We have seen how ideological foes can remain united towards a single purpose, as demonstrated by the recent US elections which led up to Obama’s election as president.

Watching the inauguration ceremony on CNN, I was struck by how the incumbent president George Bush and Obama were so cordial towards one another, despite their very obvious differences. Obama was blunt in his inauguration speech about the apparent failings of the Bush administration, but this was separate from his own treatment of the incumbent.

It should be noted that the respect and honour that Barack Obama showed towards George Bush was unprecedented. I remembered how the commentator could not recall any other incoming presidents sending off the incumbents in such a way as Obama did. The scene was memorable – The Obamas and Bidens waved as the helicopter carrying George and Laura Bush ascended, marking an end to eight years of unpopular presidency.

The mark of a man is defined by how he honours his opponents even after a sharp and heated argument.

In a similar vein, Singapore society can display the same sense of unity and honour towards one another while disagreeing on every issue under the sun. It goes for political debate, and it should go for religious debate as well. In fact, highlighting differences could serve the function of strengthening relations as it would lead to a greater appreciation of diversity.

It’s time to loosen up

After almost half a century of development as a nation, Singapore has progressed much economically, but there is some distance to go before we catch up politically and culturally.

The biggest obstacle, however, to such development is found the Maintenance of Religious Harmony Act, which proves to be the biggest bugbear in vigourous religious debate. A restraining order can be placed on any member of a religious institution for the following reasons:

(a) causing feelings of enmity, hatred, ill-will or hostility between different religious groups;

(b) carrying out activities to promote a political cause, or a cause of any political party while, or under the guise of, propagating or practising any religious belief;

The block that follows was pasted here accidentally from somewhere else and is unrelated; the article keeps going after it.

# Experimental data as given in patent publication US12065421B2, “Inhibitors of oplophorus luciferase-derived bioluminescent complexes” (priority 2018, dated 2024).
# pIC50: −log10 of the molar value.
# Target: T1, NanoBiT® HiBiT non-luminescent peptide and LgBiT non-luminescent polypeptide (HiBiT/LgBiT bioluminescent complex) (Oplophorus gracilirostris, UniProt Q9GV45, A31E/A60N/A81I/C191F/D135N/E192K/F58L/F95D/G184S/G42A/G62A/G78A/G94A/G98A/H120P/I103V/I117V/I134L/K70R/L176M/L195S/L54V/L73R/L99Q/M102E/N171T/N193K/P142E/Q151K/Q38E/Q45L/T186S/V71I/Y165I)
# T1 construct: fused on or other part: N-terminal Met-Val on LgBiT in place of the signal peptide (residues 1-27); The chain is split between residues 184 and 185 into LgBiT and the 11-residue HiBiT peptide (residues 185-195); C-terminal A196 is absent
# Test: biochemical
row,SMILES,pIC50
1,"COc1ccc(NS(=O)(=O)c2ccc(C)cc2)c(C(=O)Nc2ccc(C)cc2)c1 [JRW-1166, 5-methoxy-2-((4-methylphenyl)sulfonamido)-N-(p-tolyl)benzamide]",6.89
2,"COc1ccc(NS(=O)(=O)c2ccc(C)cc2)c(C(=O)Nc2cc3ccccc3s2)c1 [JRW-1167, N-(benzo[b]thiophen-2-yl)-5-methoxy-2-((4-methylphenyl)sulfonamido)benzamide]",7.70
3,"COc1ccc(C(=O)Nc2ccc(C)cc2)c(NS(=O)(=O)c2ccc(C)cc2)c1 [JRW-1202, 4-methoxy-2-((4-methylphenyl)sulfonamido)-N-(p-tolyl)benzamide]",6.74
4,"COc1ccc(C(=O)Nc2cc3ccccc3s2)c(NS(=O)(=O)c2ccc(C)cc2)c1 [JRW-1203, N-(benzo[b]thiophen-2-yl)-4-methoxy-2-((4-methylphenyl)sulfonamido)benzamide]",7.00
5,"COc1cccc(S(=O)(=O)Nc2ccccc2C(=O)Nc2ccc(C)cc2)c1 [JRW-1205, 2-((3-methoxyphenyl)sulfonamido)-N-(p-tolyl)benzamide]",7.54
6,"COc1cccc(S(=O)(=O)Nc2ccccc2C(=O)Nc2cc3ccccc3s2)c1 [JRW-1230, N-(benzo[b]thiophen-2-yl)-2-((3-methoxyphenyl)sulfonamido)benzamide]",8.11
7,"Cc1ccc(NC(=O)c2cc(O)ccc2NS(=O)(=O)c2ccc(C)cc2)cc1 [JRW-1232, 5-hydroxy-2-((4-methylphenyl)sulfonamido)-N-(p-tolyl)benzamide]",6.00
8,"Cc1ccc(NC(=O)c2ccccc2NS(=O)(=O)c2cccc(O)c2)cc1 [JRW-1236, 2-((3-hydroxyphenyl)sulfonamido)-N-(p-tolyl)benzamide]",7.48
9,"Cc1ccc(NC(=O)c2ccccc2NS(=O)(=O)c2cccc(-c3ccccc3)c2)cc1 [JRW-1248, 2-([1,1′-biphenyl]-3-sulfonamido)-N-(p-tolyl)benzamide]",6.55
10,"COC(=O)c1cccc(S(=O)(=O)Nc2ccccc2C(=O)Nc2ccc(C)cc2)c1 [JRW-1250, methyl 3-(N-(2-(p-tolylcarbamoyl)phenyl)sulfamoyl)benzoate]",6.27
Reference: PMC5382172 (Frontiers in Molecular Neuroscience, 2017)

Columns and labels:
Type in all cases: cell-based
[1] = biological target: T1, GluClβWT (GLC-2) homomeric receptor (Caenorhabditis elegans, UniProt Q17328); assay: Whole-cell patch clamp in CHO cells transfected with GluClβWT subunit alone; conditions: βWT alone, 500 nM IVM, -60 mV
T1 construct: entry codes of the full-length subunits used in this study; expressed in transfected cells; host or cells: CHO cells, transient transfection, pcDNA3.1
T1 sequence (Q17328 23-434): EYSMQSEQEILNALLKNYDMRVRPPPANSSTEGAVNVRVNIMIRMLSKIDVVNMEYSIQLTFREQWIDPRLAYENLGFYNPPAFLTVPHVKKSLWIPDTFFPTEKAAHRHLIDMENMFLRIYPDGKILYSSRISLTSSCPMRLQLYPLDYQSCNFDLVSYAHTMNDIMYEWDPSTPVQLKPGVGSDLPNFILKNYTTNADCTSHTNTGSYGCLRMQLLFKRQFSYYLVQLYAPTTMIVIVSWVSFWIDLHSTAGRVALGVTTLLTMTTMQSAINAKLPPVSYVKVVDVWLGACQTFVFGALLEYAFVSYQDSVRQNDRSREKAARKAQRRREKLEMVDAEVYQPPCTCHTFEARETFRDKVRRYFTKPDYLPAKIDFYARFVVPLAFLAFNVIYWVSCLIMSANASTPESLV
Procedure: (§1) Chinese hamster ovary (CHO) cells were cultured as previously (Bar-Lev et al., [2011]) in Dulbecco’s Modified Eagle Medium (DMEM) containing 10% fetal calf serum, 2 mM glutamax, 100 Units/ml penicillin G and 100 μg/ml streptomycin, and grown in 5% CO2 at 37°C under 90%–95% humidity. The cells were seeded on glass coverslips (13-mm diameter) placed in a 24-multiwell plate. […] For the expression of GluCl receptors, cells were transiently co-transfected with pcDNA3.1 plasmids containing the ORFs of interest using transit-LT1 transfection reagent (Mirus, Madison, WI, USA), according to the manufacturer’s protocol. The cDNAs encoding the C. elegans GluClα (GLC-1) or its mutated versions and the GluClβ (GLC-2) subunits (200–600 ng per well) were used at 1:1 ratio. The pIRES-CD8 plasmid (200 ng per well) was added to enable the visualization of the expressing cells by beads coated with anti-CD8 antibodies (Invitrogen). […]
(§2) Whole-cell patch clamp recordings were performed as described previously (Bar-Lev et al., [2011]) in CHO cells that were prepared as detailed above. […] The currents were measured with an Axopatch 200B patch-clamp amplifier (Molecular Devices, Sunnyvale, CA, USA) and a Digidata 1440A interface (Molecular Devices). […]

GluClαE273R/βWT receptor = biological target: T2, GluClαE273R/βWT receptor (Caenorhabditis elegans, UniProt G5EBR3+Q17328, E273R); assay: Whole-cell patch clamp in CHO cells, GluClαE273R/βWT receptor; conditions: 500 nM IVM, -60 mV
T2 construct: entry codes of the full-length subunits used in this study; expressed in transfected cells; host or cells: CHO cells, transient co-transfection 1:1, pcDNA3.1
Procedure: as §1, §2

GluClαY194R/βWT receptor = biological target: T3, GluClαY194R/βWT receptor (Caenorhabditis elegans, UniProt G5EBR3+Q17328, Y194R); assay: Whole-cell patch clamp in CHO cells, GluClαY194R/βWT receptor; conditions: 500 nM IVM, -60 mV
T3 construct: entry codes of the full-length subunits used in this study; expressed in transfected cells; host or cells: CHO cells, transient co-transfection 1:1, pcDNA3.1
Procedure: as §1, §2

(c) carrying out subversive activities under the guise of propagating or practising any religious belief; or

(d) exciting disaffection against the President or the Government while, or under the guise of, propagating or practising any religious belief.

The clauses mentioned above are vague and poorly defined. “Enmity, hatred, ill-will or hostility” will always exist whenever differences are highlighted, even when it is unintentional. One man’s offense can easily lead to another man’s arrest.

While noble in intent, the Act goes to the extreme of out rightly separating religion from politics, when in reality the two are inexorably linked. It also places the authority of the State above religion, when in fact religion should act as a check on government.

Such a topsy-turvy arrangement is problematic for the well-being of the nation, for if the State rules over the nation, then who rules over the State? Surely not the mainstream media, which has been rendered toothless by the government? Surely not the judiciary, which has been found to be loyal to the State?

It is time Singapore loosen up for its own good.

Religious debate, if correctly regulated, can be rational, calm, and beneficial, much like what the YouTube video has shown. Richard Dawkins argues in “The God Delusion” that the discussion of religion should be treated like any topic – subject to the same scrutiny and objectivity, and I believe he is right.

For if what one discusses has eternal consequences, then should not such debates be encouraged even more?

Terence Lee, Youth Editor,